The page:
The world’s airlines currently serve 3.5 billion passengers a year, and this figure is expected to nearly triple by the year 2030. Airlines are expanding their fleets in preparation: At one air show in Abu Dhabi alone, airlines invested $100 billion U.S. in medium- and long-haul jets. While the increase is good for the industry, it’s not without its challenges in an increasingly complex supply chain. The orders can create a backlog for aircraft manufacturers, and for their suppliers. And with a single wide-bodied jet composed of more than four million components, coordination can be a logistical challenge. Systems and processes must work together seamlessly to ensure that manufacturers and their customers have access to a reliable supply of high-quality products.
- The aviation and aerospace industry is growing rapidly – how can we organize our business model to manage this growth?
- Do we have the right portfolio of products and services?
- How do we deal with bottlenecks?
- Have we clearly defined all of our core areas of expertise and core technologies?
- How will we anchor continuous improvement in our corporate culture?
Porsche Consulting has successfully completed more than 200 aviation and aerospace projects since 2005. Our international team of consultants has expertise in a wide range of specialties, from manufacturing to maintenance and operation of commercial aircraft.
We draw on our learnings from the automotive industry to make the aviation and aerospace supply chain more efficient. Improving supply chain coordination requires three key things: transparent processes, better quality planning and a new understanding of the roles each stakeholder will play. Aircraft manufacturers will set the tone by taking responsibility for planning the entire supply chain, including planning product innovation, and by increasing transparency. First-tier suppliers will then become the link between the manufacturers and the supply network, making them an even stronger driving force behind innovation. A shared understanding of these new roles will help everyone involved work together more effectively, optimizing the system.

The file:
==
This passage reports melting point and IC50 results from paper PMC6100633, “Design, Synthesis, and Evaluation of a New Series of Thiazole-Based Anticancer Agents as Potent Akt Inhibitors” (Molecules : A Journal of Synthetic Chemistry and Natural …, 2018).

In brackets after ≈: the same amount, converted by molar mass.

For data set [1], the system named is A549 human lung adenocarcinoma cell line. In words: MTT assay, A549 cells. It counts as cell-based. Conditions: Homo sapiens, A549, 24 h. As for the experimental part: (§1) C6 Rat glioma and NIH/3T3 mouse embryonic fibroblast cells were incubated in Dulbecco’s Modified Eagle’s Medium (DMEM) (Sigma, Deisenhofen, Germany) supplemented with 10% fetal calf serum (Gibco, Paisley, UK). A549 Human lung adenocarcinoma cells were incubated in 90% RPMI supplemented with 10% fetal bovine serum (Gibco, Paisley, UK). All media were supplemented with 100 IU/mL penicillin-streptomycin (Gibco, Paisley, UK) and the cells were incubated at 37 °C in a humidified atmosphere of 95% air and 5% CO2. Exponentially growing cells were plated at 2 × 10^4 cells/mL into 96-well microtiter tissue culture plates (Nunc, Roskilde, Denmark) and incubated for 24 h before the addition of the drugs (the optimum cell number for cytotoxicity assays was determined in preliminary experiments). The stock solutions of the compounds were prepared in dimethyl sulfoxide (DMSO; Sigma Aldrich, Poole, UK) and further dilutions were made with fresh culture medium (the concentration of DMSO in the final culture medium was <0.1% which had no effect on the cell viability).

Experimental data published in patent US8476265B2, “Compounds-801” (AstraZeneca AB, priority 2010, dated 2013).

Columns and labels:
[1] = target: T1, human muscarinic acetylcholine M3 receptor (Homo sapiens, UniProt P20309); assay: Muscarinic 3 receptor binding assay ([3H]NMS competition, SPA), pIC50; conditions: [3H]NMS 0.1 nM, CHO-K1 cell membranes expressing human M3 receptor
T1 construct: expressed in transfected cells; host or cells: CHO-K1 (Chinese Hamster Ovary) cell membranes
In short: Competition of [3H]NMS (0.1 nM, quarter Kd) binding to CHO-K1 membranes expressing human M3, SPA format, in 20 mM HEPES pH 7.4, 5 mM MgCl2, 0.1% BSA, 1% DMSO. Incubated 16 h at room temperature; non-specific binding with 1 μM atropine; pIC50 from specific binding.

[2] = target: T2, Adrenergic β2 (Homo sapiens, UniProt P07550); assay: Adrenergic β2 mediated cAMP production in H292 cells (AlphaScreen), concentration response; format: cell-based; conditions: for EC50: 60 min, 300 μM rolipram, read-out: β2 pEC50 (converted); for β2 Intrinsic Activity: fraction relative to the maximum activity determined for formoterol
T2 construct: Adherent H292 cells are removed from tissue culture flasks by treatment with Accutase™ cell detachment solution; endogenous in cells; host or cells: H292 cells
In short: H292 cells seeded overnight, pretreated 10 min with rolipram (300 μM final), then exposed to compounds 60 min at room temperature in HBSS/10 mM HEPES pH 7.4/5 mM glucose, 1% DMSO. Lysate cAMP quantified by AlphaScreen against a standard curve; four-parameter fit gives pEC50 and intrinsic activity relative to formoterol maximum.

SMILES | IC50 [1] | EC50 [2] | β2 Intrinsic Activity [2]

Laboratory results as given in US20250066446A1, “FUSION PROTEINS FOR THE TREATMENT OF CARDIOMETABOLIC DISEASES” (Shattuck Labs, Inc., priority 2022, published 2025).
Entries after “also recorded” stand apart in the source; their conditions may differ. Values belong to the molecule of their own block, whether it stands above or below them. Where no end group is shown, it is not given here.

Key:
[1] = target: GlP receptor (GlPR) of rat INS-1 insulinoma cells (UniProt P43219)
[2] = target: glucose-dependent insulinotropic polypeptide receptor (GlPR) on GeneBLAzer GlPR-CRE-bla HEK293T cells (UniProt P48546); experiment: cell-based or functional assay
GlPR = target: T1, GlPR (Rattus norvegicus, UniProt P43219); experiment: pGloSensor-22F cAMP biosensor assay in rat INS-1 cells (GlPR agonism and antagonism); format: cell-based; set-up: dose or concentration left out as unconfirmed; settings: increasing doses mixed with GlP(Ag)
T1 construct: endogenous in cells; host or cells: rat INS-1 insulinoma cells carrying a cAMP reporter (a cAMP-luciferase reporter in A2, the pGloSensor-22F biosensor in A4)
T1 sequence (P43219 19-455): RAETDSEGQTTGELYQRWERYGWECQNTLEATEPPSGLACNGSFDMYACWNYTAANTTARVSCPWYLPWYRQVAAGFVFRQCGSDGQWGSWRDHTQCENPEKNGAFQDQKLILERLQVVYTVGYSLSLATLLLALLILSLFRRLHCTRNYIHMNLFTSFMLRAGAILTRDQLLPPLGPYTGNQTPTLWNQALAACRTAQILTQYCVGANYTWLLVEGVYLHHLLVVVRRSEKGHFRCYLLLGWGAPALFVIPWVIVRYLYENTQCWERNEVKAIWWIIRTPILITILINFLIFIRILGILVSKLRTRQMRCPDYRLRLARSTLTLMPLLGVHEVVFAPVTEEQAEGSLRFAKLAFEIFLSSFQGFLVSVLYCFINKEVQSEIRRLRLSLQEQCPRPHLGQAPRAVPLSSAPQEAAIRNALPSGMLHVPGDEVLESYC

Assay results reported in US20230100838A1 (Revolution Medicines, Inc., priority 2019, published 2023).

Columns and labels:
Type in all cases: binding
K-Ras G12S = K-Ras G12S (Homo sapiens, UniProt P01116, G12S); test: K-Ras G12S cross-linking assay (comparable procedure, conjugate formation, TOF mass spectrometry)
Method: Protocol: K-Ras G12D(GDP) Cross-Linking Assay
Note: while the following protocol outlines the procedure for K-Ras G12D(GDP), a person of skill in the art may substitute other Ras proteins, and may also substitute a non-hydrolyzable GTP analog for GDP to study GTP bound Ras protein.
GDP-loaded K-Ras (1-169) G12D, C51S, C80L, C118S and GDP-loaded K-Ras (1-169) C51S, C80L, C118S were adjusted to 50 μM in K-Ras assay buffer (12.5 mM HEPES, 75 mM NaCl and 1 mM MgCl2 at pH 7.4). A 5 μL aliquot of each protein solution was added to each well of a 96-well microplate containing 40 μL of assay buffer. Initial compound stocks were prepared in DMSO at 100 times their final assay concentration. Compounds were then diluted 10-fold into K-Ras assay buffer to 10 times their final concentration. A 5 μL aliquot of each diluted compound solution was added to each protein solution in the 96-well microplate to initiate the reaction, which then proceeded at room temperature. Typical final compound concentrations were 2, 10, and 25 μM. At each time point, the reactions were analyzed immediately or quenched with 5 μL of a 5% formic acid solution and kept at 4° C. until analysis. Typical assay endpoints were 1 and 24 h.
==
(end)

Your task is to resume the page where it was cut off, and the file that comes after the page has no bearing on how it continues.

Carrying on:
Our industry-tested company analyses identify the changes needed to bring a new product portfolio to life. In an industry in which growth is often realized through acquisition, teams and divisions are frequently compartmentalized, with little knowledge-sharing and collaboration between them. We create an overall view of the technologies and areas of expertise available throughout the organization, allowing aviation companies to match resources to future demands. Consider, for example, the processing of carbon-fiber composites: Expertise in this field can be applied to structural components for commercial aircraft, lightweight concepts for aerospace or high-performance components for the defense industry with equal success.
International airlines are ordering more aircraft than manufacturers worldwide can produce, which puts agreed-upon supply deadlines at risk. When ramping up production, manufacturers need to ensure stability. At Porsche Consulting, we use strategies tested and proven in real-world scenarios. With one factory, for example, we analyzed all existing processes and compared them to benchmarks to identify the magnitude of potential improvement. We identified a bottleneck in one hangar where equipment was being installed: Three production lines supplied sections for the rear fuselage in the hangar, and ten workstations fitted them with electronic systems and cables. Components were piling up, even though operations were pushed to the limits. We were able to divide the work in new ways, setting up an eleventh station and adjusting the takt time, resulting in an increase in production of 10%.
Our consultants help clients:
- Rapidly industrialize new aircraft lines.
- Increase production rates of current aircraft models.
- Set up additional production sites based on standard factories and integrated production networks.
Inventory levels can be deceptive, giving the illusion of security. While it might seem difficult to reduce inventory levels, doing so frees up capital for investments and enables a greater ability to respond to market developments or changes. Our consultants deliver measurable results by enabling organizations to create the conditions to reduce unneeded inventory. We define the optimal logistics chain, from supplier to final assembly, for each component and define and monitor KPIs for key system parameters, such as reserve levels and throughput times. We’ve helped organizations across the aviation industry reduce inventory levels for raw materials and semi-finished products by 25% and finished items by 15%. We also help effect the cultural changes, including new roles and responsibilities, required to ensure that improvements in efficiency are sustainable.
Aircraft only make money when they’re in the air, which means that every repair required eats into the bottom line. We help airlines improve airline operation by analyzing maintenance processes, luggage conveyance, passenger processes and airplane dispatch. In maintenance, for example, our methodology has been proven to reduce down times by 20 to 30% and significantly decrease the dollars lost every year due to passenger and luggage delays.